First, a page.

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10 Strategies for Improving Creative Thinking and Having Time To Do It
Most jobs require at least some degree of creativity, but improving creative thinking isn’t the same as improving your raw productive output. You may be able to master some basic productivity habits, like eliminating distractions and interruptions, but even if you’re focusing exclusively on the problem in front of you, you can’t summon the creativity necessary to solve it by sheer force of will.
Fortunately, there are some strategies that can help you be more creative, both in the moment you need that creative boost and in your overall life. Ultimately, greater, more flexible creativity will help you accomplish your responsibilities faster—and more successfully.
The Need for Improving Creative Thinking
Even if you don’t feel your role requires creativity, creative inspiration can help you in multiple ways:
Creative applications. There are some obvious applications for improved creativity. If you’re responsible for designing websites, coming up with new product ideas, or any other tasks that require some degree of inherent creativity, it pays to be able to think in novel ways. You’ll come up with new ideas faster, and will end up with higher quality work.
Solving Any problem that needs to be solved can be solved more efficiently if you’re thinking creatively. For example, if you’re not able to meet a deadline you promised your client, thinking creatively could help you discover an alternative solution—or at least come up with a strategy for how to inform your client. You can also use creative problem solving to better navigate personal disputes, or improve logistics.
Avoiding burnout. Thinking creatively can help you avoid burnout as well. Doing your job in new, interesting ways, and thinking about your surroundings in unique ways can keep you attentive and engaged in your responsibilities.
Has There Been a Proven Method to Stop Procrastination?
Why You Can’t Force Creativity
Unfortunately, creativity isn’t something you can force. In fact, the harder you think about a problem that requires a creative solution, the more frustrated you’ll likely get—and the further you’ll get from a potential solution. Creativity is the result of several interacting elements in your environment and in your own mind, requiring relaxation, novel input sources, and unique thought patterns. Trying to brute-force a new revelation isn’t going to work. Instead, you need to structure your environment and optimize your habits to encourage creativity naturally.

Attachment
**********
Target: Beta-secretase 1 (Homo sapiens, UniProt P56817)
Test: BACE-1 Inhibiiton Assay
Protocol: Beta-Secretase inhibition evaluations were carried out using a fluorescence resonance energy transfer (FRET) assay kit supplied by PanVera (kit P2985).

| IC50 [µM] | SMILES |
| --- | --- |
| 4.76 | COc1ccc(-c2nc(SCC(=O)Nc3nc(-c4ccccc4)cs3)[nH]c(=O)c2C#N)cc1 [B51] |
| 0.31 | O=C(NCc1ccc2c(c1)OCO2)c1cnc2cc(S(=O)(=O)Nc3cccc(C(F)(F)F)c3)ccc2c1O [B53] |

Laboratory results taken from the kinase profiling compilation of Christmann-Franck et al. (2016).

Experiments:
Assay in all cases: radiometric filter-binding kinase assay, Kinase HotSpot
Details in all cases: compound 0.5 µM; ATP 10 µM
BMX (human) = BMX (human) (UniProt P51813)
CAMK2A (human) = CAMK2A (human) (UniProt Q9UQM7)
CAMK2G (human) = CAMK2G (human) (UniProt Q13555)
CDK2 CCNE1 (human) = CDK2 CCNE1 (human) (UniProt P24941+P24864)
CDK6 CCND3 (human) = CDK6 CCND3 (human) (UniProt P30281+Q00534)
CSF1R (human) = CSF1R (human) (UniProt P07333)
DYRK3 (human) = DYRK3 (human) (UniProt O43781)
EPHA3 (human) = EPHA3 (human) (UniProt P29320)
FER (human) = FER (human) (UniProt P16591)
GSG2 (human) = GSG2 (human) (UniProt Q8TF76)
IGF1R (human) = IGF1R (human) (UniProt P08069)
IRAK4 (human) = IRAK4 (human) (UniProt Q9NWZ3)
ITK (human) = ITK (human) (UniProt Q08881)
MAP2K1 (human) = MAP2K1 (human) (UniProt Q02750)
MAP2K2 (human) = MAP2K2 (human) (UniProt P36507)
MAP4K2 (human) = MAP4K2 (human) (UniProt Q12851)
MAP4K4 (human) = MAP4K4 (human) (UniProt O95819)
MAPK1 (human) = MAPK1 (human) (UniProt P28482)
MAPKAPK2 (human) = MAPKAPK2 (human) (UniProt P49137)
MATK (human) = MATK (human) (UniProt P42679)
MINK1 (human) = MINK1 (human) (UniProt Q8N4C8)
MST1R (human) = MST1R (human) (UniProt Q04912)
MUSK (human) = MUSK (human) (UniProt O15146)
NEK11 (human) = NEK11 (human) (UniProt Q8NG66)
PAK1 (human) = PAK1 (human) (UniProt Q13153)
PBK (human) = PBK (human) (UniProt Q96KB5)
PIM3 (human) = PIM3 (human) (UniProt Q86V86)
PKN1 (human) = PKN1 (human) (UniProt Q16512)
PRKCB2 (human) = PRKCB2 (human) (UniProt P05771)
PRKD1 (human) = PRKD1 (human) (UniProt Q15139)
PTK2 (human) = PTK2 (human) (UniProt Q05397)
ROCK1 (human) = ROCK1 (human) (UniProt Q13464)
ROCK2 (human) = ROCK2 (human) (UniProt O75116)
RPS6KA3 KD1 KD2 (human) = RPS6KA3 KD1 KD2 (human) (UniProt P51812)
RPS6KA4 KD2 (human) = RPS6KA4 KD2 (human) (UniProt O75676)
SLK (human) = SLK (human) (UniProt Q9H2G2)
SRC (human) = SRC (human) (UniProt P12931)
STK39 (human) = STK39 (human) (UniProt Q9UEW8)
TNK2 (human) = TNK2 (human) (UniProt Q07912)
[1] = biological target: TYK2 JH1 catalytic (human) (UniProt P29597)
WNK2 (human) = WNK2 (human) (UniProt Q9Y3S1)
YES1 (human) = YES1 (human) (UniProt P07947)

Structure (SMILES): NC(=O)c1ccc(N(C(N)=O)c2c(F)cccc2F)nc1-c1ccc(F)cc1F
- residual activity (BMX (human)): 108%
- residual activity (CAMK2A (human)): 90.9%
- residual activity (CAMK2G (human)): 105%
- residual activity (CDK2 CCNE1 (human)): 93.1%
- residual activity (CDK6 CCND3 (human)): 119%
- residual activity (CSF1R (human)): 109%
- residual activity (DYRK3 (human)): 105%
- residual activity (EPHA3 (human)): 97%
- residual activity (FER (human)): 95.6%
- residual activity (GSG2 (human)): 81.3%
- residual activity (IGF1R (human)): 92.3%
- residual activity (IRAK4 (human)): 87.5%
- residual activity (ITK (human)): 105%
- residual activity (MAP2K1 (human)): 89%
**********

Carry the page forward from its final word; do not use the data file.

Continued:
Sources of Creative Inspiration
Rely on these potential sources of inspiration to think more creatively in your daily life:
1. You can also stimulate your auditory sense by putting on the right type of music.
For the most part, music can help you focus and become more productive, but the genre and nature of the music you choose does matter. For many people, lyric-heavy music is more distracting than soothing, and if you play music that falls outside your personal taste, you’ll end up hating it. Instead, choose music you personally prefer, and ideally, some songs with abstract and creative touches. Keep it playing at a low- to moderate-volume throughout the day.
2. Abstract art.
Let’s turn our attention to our visual sense. Staring at a computer screen, or looking at the problem you’re trying to solve isn’t going to help you think in new, creative ways. Instead, it’s much better to focus on something that inspires something different. This Hang some abstract art on the walls of your office and gaze at it whenever you need to decompress and think up some new ideas. Try not to think about it too much; just let your mind wander while you focus on it.
3. Essential oils.
One of the best ways to stimulate creativity is to expose your senses to new experiences. You can start by using different business essential oils to stimulate your olfactory sense. Different scents are claimed to have different effects; for example, lavender is associated with relaxation.
Scientific evidence on these effects vary, but one thing is certain; surrounding yourself with an interesting and/or pleasant scent can transform your surroundings and introduce more novelty into your environment. Choose a handful of essential oils you like and keep them nearby, then choose one or cycle through them when you’re in need of relaxation or something new in your environment.
4. Shower More.
There’s a reason it’s cliché to think up new, creative ideas in the shower. It’s because there’s nothing to distract us and nothing to occupy our attention; instead of concentrating hard on a problem or getting pulled in different directions, we tend to “zone out” as we’re surrounded by the ambient noise of falling water.
Accordingly, one of the best ways to think more creatively is to take a break. Walk away from whatever you’re working on, and give yourself space. Your subconscious mind will continue working on the problem even if you’re not focusing on it, and you may end up with your “eureka” moment as soon as you walk away.